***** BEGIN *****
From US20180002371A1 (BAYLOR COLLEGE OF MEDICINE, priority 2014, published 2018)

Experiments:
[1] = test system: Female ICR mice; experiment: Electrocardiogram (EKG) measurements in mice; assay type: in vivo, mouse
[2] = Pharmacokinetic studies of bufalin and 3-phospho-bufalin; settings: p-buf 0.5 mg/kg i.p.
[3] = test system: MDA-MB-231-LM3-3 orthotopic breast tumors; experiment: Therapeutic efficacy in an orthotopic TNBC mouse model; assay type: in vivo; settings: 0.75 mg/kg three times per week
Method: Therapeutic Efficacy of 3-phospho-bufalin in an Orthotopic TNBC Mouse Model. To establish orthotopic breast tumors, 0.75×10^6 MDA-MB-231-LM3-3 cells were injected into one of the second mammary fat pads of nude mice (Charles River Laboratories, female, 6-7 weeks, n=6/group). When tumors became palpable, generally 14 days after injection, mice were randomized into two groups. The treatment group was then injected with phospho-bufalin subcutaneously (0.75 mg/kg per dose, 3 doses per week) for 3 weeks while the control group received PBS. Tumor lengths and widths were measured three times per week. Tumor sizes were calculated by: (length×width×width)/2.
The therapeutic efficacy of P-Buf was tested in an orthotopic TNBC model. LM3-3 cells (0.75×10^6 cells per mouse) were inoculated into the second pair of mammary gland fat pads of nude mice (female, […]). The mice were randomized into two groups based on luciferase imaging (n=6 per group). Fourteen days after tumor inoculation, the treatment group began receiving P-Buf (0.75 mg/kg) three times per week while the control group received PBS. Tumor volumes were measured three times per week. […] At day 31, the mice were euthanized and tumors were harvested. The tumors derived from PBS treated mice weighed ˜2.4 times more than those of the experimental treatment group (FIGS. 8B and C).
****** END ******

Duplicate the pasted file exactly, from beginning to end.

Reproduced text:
From US20180002371A1 (BAYLOR COLLEGE OF MEDICINE, priority 2014, published 2018)

Experiments:
[1] = test system: Female ICR mice; experiment: Electrocardiogram (EKG) measurements in mice; assay type: in vivo, mouse
[2] = Pharmacokinetic studies of bufalin and 3-phospho-bufalin; settings: p-buf 0.5 mg/kg i.p.
[3] = test system: MDA-MB-231-LM3-3 orthotopic breast tumors; experiment: Therapeutic efficacy in an orthotopic TNBC mouse model; assay type: in vivo; settings: 0.75 mg/kg three times per week
Method: Therapeutic Efficacy of 3-phospho-bufalin in an Orthotopic TNBC Mouse Model. To establish orthotopic breast tumors, 0.75×10^6 MDA-MB-231-LM3-3 cells were injected into one of the second mammary fat pads of nude mice (Charles River Laboratories, female, 6-7 weeks, n=6/group). When tumors became palpable, generally 14 days after injection, mice were randomized into two groups. The treatment group was then injected with phospho-bufalin subcutaneously (0.75 mg/kg per dose, 3 doses per week) for 3 weeks while the control group received PBS. Tumor lengths and widths were measured three times per week. Tumor sizes were calculated by: (length×width×width)/2.
The therapeutic efficacy of P-Buf was tested in an orthotopic TNBC model. LM3-3 cells (0.75×10^6 cells per mouse) were inoculated into the second pair of mammary gland fat pads of nude mice (female, […]). The mice were randomized into two groups based on luciferase imaging (n=6 per group). Fourteen days after tumor inoculation, the treatment group began receiving P-Buf (0.75 mg/kg) three times per week while the control group received PBS. Tumor volumes were measured three times per week. […] At day 31, the mice were euthanized and tumors were harvested. The tumors derived from PBS treated mice weighed ˜2.4 times more than those of the experimental treatment group (FIGS. 8B and C).